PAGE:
Profiles in Badassery #1: Predator (1987)

As I have mentioned on some of my prior blog posts, I am an unapologetic action movie junkie. Having been born in 1980, I was able to spend a majority of my formative years reveling in the bone crunching, blood splattering, machine gun toting, round house kicking adventures of Arnold Schwarzenegger, Sylvester Stallone, Jean-Claude Van Damme, Steven Seagal, and Dolph Lundgren. There was a time in my life when I turned my back on these action icons—college to be precise—which seems to be when a majority of film buffs go through the “Filmsnobicus Hipsterata” stage in their development, only to ultimately reach the final, all-important stage of “Celluloid Sapien”—that magical time when a cineaste embraces all genres in an effort to uncover hidden gems, and helps to foster the belief system that films of varying quality and type can survive within their respective audiences with the goal of sharing cinema they are passionate about to crowds that remain unaware of their existence. I am proud to say that I made it through the film evolution chart shown in the hyperlink above with little fuss. I pride myself in being able to talk (and, hopefully, write) intelligently on all things film, genre—overall quality of the movie in question be damned. To help celebrate my love for the action genre, I wanted to start a semi-regular column for the blog; in my mind, Profiles in Manliness has slowly but surely been going through the formation process for a while now. For starters, I have a list of around 10 films that I would like to cover in this ongoing series of posts, but where better to begin than, in my humble opinion, the manliest film ever put on celluloid—a film that is soaked in testosterone, blood, and gunshot residue, John McTiernan’s Predator.

As McTiernan’s movie opens, an alien spacecraft enters Earth’s atmosphere and lands somewhere in Central America. The film then flashes forward and the audience meets Major Alan “Dutch” Schaefer (Schwarzenegger), an all-around military badass and leader of an elite squad of soldiers who are tasked with hitching a ride on a low-flying whirlybird into Guatemala in an effort to complete an operation focusing on the rescue of a presidential cabinet minister who was unlucky enough to be abducted by guerrilla forces. Tagging along to help Dutch and his team is Dillon (Carl Weathers), another former head-cracking tough guy that now “pushes pencils” for the CIA when not in the field acting as a liaison for his organization. The team lands in some of the thickest bush they have ever seen and soon come across the downed helicopter and skinned bodies of an Army Special Forces unit—a group not reported to have ever been in the area. They quickly move on, find the rebel camp, and destroy it and its occupants in a hail of bullets, grenades, and machetes. They leave only one survivor—a woman named Anna—who they take prisoner. Soon, they find out that they aren’t alone in the jungle; in fact, they are being tracked and hunted by the alien that landed at the beginning of the film. A supreme killing machine, he picks them off one at a time, using advanced weaponry and thermal technology that makes camouflage efforts futile and next to impossible. Dutch’s team must try to make it to the extraction point in time; there, they will be able to make their final stand against this predator with an inclination for a bit of the old ultra-violence.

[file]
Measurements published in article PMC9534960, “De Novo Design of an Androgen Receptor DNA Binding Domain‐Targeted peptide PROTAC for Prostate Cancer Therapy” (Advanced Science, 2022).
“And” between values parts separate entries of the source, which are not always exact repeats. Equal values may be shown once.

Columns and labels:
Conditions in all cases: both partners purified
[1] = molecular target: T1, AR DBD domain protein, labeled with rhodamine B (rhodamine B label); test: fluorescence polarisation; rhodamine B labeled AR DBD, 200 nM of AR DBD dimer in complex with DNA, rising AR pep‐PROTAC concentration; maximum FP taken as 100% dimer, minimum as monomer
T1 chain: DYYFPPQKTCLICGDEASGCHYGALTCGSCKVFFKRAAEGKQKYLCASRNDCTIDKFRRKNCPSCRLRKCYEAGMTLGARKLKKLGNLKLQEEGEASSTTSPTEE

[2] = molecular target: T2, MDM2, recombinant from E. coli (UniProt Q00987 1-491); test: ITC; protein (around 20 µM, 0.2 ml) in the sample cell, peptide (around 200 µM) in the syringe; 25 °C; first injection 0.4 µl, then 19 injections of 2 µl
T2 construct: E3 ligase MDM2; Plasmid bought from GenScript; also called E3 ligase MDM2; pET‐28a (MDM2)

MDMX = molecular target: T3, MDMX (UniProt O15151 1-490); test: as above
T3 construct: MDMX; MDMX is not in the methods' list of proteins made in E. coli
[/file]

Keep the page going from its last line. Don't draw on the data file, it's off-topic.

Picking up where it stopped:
Produced by Joel Silver—also serving the same function on the prior Schwarzenegger classic and future Manliness entry, CommandoPredator was a film tailor made for a man that made his bones (and eventually his fortune) by almost single handedly driving action pictures to the stunning heights they would reach in the 1980s. In addition to the two aforementioned Schwarzenegger projects, Silver would also produce The Lethal Weapon and The Matrix films, partner successfully with Walter Hill in creating the cult classic The Warriors and the box-office smash 48 Hours, and also lay the ground work for the Die Hard series by working on the first two entries. Silver had the foresight to see the talent of McTiernan, as Predator would be the director’s first full-length movie, an impressive debut when you take into account how self-assured and lean the film is. The wet-behind-the-ears director and legendary producer knew what formula it would take to make the film the financial success that it became—nonstop action coupled with a healthy dose of tension, a stunning creature design, and cutting-edge special effects.